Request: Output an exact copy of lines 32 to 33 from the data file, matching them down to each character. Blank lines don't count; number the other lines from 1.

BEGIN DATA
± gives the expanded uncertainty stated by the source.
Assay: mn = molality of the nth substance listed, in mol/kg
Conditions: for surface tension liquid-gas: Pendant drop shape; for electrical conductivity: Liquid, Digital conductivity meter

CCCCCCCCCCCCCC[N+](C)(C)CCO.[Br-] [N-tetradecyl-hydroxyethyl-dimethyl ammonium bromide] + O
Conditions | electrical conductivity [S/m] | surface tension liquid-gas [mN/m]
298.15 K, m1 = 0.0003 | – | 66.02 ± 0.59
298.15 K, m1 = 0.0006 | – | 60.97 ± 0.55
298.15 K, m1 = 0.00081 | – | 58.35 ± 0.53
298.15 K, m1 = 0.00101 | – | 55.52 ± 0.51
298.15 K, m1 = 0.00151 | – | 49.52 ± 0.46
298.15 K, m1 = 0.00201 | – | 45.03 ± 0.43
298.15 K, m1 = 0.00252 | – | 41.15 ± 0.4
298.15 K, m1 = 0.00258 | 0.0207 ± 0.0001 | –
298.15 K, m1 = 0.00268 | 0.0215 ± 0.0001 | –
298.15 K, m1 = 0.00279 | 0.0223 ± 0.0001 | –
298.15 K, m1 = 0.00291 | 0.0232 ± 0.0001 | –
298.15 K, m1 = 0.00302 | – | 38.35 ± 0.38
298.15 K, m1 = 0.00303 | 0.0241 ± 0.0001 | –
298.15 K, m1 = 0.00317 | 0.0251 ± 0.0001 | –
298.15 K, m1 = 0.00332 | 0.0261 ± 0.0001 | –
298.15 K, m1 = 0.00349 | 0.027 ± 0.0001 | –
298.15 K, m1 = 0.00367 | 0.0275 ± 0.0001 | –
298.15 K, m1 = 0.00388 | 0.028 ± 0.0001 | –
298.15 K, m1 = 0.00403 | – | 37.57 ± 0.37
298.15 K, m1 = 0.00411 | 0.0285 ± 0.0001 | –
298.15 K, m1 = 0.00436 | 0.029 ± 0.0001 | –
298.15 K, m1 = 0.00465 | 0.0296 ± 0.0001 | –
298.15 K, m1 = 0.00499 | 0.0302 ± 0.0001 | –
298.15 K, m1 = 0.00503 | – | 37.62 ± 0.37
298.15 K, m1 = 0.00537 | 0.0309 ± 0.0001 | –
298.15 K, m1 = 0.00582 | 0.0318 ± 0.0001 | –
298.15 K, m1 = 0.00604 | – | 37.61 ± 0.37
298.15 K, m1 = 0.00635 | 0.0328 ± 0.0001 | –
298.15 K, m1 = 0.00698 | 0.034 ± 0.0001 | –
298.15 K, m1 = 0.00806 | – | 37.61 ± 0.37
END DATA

298.15 K, m1 = 0.00604 | – | 37.61 ± 0.37
298.15 K, m1 = 0.00635 | 0.0328 ± 0.0001 | –